The potential application of brassinosteroids in agriculture is based not only on their ability to increase crop yields but also on the fact that they increase resistance to different stress conditions such as high salinity, drought, fungal and viral infections. Thus, unraveling the regulatory mechanisms of brassinosteroid signaling on the level of signaling components, brassinosteroid target genes, endomembrane trafficking regulators or identifying chemicals that modulate any of those components can be used to develop selective strategies for high-yielding plants.



POLAR-guided signalling complex assembly and localization drive asymmetric cell divisionHoubaert Anaxi Zhang Cheng Tiwari Manish Wang Kun De Marcos Serrano A Savatin Daniel x Mounashree Zhiponova M. K Gudesblat G. E Vanhoutte Isabelle Eeckhout Dominique Boeren S. Karimi Mansour Betti Camilla Jacobs Thomas Fenoll C Mena M de Vries S. De Jaeger Geert Russinova EugeniaNATURE, 563, 574-578, 2018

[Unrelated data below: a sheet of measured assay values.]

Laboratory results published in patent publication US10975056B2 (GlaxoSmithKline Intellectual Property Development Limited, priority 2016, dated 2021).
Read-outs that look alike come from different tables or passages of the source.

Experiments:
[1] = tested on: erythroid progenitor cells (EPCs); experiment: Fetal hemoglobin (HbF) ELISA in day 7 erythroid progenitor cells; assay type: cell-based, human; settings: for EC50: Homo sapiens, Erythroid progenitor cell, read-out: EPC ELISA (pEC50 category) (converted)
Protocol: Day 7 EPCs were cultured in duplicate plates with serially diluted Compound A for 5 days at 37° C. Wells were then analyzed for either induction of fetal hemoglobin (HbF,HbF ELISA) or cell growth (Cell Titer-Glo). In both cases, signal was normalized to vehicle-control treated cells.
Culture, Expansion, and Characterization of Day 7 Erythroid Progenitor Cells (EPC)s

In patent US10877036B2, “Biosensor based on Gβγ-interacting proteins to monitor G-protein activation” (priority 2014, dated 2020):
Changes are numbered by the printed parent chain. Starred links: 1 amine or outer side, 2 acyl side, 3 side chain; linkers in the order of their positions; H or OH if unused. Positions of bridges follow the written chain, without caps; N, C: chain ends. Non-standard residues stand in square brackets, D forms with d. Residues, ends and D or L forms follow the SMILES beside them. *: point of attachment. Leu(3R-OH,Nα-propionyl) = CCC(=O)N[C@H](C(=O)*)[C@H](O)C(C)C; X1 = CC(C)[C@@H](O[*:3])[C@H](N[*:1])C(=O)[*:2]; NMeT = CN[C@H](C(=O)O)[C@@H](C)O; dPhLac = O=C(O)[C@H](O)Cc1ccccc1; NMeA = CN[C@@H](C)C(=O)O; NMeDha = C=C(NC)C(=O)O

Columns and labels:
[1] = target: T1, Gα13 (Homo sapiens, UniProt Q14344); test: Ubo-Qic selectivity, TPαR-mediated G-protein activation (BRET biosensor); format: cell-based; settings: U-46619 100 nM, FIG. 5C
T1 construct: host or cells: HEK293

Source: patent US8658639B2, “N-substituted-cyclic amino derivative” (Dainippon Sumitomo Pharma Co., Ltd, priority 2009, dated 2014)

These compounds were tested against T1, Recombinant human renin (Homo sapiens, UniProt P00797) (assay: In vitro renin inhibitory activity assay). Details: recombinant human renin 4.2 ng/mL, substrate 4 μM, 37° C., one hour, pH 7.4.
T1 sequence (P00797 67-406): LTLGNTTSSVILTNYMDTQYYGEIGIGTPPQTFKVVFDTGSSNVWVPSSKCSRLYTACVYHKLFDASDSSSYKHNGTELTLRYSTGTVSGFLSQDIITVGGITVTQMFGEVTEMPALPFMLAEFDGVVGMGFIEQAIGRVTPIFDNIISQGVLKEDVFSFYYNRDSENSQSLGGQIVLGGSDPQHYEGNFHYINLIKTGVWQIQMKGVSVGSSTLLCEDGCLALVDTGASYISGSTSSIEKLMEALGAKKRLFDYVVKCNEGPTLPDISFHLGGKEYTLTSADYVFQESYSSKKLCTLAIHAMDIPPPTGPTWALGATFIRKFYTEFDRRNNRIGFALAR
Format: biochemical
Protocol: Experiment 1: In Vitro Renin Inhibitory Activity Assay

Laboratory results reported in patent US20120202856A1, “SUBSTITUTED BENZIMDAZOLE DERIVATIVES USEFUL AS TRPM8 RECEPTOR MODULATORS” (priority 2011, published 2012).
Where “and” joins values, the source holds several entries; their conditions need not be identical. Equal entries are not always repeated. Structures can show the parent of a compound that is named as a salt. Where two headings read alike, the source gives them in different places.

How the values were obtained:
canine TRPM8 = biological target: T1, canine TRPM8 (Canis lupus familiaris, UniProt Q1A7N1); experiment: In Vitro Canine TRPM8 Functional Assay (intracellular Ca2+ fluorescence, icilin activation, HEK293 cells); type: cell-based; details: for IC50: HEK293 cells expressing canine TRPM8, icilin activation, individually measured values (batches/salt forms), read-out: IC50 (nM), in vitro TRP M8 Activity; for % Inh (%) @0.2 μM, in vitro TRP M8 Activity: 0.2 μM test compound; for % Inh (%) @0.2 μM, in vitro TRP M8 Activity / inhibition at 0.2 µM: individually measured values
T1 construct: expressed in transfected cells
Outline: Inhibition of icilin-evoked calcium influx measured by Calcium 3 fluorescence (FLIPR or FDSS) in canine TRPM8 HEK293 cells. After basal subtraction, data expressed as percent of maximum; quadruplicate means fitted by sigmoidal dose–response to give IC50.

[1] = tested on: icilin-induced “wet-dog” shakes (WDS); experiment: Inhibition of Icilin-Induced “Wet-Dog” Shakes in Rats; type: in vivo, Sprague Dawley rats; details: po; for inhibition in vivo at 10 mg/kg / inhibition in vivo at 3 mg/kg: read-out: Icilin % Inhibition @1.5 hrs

Nonselective Chemical Inhibition of Sec7 Domain-Containing ARF GTPase Exchange FactorsMishev Kiril Lu Qing Denoo B Peurois F Dejonghe Wim Hullaert J De Rycke Riet Boeren S. Bretou Marine De Munck Steven Sharma Isha Goodman K. E Kalinowska K Storme Véronique Nguyen Le Son Long Drozdzecki Andrzej Martins S Nerinckx Wim Audenaert Dominique Vert G Madder A Otegui M. S Isono E Savvides Savvas Annaert Willem de Vries S. Cherfils J Winne J Russinova EugeniaPLANT CELL, 30, 2573-2593, 2018
Mitochondrial uncouplers inhibit clathrin-mediated endocytosis largely through cytoplasmic acidificationDejonghe Wim Kuenen Sabine Mylle Evelien Vasileva M Keech O Viotti C Swerts Jef Fendrych M Ortiz-Morea Fausto Andres Mishev Kiril Delang S Scholl S Zarza X Heilmann M Kourelis J Kasprowicz Jaroslaw Nguyen Le Son Long Drozdzecki Andrzej Van Houtte I Szatmari A. M Majda M Baisa G Bednarek S. Y Robert S Audenaert Dominique Testerink C Munnik T Van Damme Daniël Heilmann I Schumacher K Winne J Friml J Verstreken Patrik Russinova EugeniaNature Communications, 7, 11710, 2016